The Iranian revolution began in January 1978 and ended with the Shah's replacement by an Islamic fundamentalist government in February 1979. The subsequent seizure of the American embassy in Tehran, together with the failed rescue attempt and the Iran-Contra 'arms for hostages' scandal, represented a humiliating and painful period for American diplomacy, and is all the more remarkable for the extremely close relations previously enjoyed by the two countries. The traumatic collapse of the Pahlavi regime gravely damaged the power and credibility of the U.S. in a critical part of the world and led to a fundamental reappraisal of America's world-wide strategic commitments. This essay will analyse the long-standing relationship between Iran and the United States and argue that it was the peculiar nature and depth of this relationship, together with inter-agency conflict, which led to such a reversal of attitudes following the revolution.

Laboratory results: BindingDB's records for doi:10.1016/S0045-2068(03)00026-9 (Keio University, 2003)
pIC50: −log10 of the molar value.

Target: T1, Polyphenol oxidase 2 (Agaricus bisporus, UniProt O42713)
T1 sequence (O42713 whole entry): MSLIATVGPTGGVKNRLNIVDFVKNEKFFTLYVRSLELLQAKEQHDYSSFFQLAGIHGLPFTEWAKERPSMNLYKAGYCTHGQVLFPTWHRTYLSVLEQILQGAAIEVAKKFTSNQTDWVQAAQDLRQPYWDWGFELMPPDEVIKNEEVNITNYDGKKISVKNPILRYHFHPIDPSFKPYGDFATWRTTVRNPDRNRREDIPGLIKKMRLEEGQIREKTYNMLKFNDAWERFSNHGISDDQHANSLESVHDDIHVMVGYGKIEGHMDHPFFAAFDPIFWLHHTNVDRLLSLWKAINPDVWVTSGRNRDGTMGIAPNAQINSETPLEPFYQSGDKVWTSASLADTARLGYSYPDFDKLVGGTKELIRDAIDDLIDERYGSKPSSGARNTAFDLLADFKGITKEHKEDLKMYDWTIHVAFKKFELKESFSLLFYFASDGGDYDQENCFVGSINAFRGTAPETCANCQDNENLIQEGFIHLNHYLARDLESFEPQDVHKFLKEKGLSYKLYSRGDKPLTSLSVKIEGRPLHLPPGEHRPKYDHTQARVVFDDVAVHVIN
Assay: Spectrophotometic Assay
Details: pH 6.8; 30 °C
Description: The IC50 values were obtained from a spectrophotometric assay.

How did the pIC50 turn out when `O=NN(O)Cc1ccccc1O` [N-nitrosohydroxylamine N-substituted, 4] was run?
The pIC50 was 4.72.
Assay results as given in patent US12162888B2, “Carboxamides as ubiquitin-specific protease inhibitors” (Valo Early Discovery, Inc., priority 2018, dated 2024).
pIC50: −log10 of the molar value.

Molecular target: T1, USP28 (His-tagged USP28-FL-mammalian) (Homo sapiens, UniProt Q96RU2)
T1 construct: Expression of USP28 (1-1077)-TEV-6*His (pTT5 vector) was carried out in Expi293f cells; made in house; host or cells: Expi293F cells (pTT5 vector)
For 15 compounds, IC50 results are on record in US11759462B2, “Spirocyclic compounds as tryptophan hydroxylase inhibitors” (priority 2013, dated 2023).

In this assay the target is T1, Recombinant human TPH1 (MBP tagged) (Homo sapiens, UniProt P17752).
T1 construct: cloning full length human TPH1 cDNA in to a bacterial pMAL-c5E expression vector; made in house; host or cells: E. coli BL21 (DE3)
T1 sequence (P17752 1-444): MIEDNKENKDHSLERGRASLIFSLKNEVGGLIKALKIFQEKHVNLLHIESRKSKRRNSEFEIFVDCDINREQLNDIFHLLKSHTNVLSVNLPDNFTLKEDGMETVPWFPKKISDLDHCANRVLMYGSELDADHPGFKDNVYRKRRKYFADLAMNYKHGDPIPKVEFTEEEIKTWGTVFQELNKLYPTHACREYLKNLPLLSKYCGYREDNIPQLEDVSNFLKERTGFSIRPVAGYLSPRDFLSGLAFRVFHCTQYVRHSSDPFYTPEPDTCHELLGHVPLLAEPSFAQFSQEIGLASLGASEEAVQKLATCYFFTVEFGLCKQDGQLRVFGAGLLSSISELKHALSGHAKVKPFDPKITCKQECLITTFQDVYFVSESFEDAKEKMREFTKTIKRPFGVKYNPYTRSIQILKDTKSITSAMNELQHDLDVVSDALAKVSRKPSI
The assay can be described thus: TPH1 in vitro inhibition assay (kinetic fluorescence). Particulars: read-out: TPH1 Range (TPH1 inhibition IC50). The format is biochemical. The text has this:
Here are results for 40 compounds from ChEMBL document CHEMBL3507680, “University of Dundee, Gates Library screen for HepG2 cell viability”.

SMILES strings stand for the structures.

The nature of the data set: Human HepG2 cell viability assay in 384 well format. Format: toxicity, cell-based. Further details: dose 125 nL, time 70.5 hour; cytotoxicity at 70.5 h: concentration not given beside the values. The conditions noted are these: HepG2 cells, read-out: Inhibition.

THE ROAD TO REVOLUTION.
Iran, at the head of the Persian Gulf and stretching along its northern and eastern shores, has long served the western powers as a barrier against Russian ambitions toward the Indian Ocean and the Arabian Peninsula. In the nineteeenth century Persia, as Iran was formerly known, served as a pawn in the 'great game' between the British and Russian empires. However, following the Second World War Iran came under the influence of successive American administrations and became a valuable ally of the USA in its policy of containment against the USSR. Supplementing its strategic importance was its vast oil and gas reserves: possessing 10% of all known oil deposits and being the worlds second largest producer up until the revolution in 1979. Therefore, Iran, with its large population, massive oil reserves, and geo-strategic location, has continually been a target for foreign powers intent on moulding its destiny and exploiting its great wealth.